Quirky Cottage

from Decorating
Gain an appreciation for offbeat and mismatched pieces in this cheerful display of quirky home décor ideas.

Leap of Faith

Mimi Reilly has a full résumé. The secret of her success? Creativity, curiosity, and courage — the courage to do it her way.

“You’ve got to have a sense of yourself,” she says, “what makes you happy, what makes you tick. And then you have to make the leap: You have to trust yourself.”

Mimi’s Cape Cod, Massachusetts, beach cottage, set high on a hill overgrown with rhododendrons, is filled with a style defined by self-knowledge and self-confidence. The house began life in 1907 as a tiny artist’s studio. In the 1940s it gained its first addition. The second came sometime in the last half century.

“By the time I saw it six years ago, it was a pretty sad little place,” Mimi recalls. Still, she knew immediately what the home had to offer. And that it was the perfect place to unfurl her exuberant furnishings. “It’s an instinctual thing. I could see its potential.”

Mimi followed these principles to cheer up her space:

Recognize and take advantage of decent architecture and good light. Mimi moved walls, remodeled the kitchen, and painted almost everything white, creating the kind of summery, beachy backdrop you’d expect to be furnished in casual, sandy neutrals and dewey, beach-glass pastels. But that’s not Mimi, not by a long shot. “I love white because it provides the opportunity for brilliant contrast,” she says. “I love the pop of big, bright color against white.”

2. Create distinction. Audacious color contrast is visible throughout Mimi’s house, but nowhere more riotously than in the living room, where 200-year-old bright blue Chinese ceramic birds perch on wall sconces surrounding a classic Venetian mirror, creating a loud, whimsical racket against white walls and a white sofa. “That’s the kind of contrast I adore,” Mimi says. “This is a simple little beach house, so I kept things unpretentious, vibrant, and fun.”

3. Focus on the details. The home’s relaxed and quirky nature belies Mimi’s tremendous gift for display. Rather than begging visitors to stare at artistic displays, each corner of this home gently trips and delights the eye, causing it to pause for a moment and ponder. Vignettes throughout the house — juxtaposing the old and new, shiny and matte, and strange and sublime — display originality. These vignettes adorn tabletops, shelves, pedestals, and the walls with the express intent to provoke, whether it’s thought, wonder, memory, or just a spontaneous smile.

Consider, for example, an ingenious arrangement of antique mirrors on a master bedroom wall. The mirrors have special meaning to Mimi because each one belonged to a woman in her family. There’s an aunt’s elegantly simple mirror above the bureau; a grandmother’s tall, thin mirror to the left; her mother-in-law’s ornate Italian mirror above and right; and her mother’s round starburst hanging, like a crown, atop the rest.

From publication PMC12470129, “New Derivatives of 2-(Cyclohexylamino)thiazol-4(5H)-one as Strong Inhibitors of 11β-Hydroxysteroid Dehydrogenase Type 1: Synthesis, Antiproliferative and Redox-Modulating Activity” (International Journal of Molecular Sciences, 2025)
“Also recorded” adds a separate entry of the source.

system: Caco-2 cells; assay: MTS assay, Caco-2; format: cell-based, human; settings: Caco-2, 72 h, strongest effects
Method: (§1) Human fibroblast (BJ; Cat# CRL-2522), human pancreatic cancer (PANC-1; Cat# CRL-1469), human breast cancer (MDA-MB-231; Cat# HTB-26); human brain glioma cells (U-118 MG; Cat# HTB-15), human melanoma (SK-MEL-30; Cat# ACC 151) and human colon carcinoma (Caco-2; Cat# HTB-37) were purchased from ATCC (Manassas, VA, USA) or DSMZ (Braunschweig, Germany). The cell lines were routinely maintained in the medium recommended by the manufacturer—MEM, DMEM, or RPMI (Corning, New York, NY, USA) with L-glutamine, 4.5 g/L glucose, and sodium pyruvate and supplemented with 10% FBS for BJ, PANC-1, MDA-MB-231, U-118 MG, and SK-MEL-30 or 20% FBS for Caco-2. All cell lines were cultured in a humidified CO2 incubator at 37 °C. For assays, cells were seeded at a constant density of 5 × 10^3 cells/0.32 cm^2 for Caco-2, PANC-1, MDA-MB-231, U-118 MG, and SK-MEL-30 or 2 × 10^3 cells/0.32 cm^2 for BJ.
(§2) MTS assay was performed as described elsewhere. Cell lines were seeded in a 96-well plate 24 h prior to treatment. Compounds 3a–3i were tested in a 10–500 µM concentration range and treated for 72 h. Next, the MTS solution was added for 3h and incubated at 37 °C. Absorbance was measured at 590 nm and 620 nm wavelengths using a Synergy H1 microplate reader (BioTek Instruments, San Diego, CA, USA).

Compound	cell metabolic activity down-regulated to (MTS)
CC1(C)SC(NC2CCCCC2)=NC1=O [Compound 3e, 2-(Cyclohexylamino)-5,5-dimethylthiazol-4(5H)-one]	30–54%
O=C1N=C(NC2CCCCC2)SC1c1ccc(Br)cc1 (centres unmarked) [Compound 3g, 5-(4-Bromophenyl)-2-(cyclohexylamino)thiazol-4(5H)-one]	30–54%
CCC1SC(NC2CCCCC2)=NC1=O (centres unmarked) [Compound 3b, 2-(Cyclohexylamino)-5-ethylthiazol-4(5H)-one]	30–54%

“It’s so nice to wake up to,” Mimi says. “[It’s] so interesting to contemplate what forms and styles spoke to each of the women in my family and to consider who they were and the influences in their lives.”

4. Loosen up. Pushing furniture up against the walls can make a room feel static, too tight, and uncomfortable, Mimi says. “Make sure to give your sofas, tables, and chairs room to breathe. Your spaces will feel fresher, more relaxed,” she says. “And be sure not to overtreat windows. Simple is best, especially when you’re dealing with informal spaces like this one.”

5. Put it on a pedestal. Mimi gives favorite design elements a new sense of importance by putting them on pedestals. “It makes all the difference,” she says. “It makes you really consider the object.”

This is apparent in Mimi’s dining room, where she used simple block-style pedestals to showcase a large green-glazed jar in one corner and a statuesque candelabra dripping with crystals in another. She also recommends table stands for favorite vessels. A bowl on Mimi’s dining room table is elevated “to allow light and shadow to play under and around the object.” And definitely consider wall sconces. Mimi has used them extensively as another form of high-impact display, especially for figurine collections.

6. Work with white. Painting walls and floors white smoothed out and cleaned up Mimi’s cottage. She says it’s a strategy that works like magic to quickly and inexpensively spruce up and streamline, especially cottage spaces. Mimi used a color called Linen White because, with its hint of yellow, the hue is a bit softer than decorator’s white. She used semigloss throughout.

“I made the switch a few years ago,” she says of the shiny finish. “It may sound tacky, but it’s not. It’s radiant and casts a reflective glow.” White provides the backdrop for the color contrast that is so vital to this cottage’s charms. Bright blue, clear green, sunny yellow, spicy red, and fresh orange accents create good cheer and lighthearted sophistication against white walls and pickled floors.

7. Keep things a little quirky. Mimi admits that she has a big soft spot for oddball, slightly off-balance elements of design. “Imperfection is what keeps interiors interesting,” she says. The bronzy metal candelabra on a pedestal to the left of the fireplace leans. So what? On the other side of the fireplace there’s an old painting that was cut from a larger painting so that all the action is down in one corner. “I think it’s beautiful!” Mimi says. “The off-kilter gets you thinking, makes you wonder where something’s been, how many people have owned it, how it got to be that way.”

The painting, like every inch of the cottage, tells a story that can’t be taken in at a single glance. You can expect the wonder to unfold slowly, delightfully, and — of course — confidently. Mimi has put her faith in it.

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